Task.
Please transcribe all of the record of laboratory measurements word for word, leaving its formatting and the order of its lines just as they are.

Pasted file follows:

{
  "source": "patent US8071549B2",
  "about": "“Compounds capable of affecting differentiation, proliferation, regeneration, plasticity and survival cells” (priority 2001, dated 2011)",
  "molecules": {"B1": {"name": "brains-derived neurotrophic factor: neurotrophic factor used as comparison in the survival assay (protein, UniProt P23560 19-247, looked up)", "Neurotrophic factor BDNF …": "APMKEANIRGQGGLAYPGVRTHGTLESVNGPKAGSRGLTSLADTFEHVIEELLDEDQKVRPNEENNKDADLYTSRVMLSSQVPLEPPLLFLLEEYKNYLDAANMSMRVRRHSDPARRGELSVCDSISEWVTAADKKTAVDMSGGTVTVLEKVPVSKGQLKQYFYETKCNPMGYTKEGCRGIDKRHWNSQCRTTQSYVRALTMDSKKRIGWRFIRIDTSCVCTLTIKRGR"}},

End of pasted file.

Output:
{
  "source": "patent US8071549B2",
  "about": "“Compounds capable of affecting differentiation, proliferation, regeneration, plasticity and survival cells” (priority 2001, dated 2011)",
  "molecules": {"B1": {"name": "brains-derived neurotrophic factor: neurotrophic factor used as comparison in the survival assay (protein, UniProt P23560 19-247, looked up)", "Neurotrophic factor BDNF …": "APMKEANIRGQGGLAYPGVRTHGTLESVNGPKAGSRGLTSLADTFEHVIEELLDEDQKVRPNEENNKDADLYTSRVMLSSQVPLEPPLLFLLEEYKNYLDAANMSMRVRRHSDPARRGELSVCDSISEWVTAADKKTAVDMSGGTVTVLEKVPVSKGQLKQYFYETKCNPMGYTKEGCRGIDKRHWNSQCRTTQSYVRALTMDSKKRIGWRFIRIDTSCVCTLTIKRGR"}},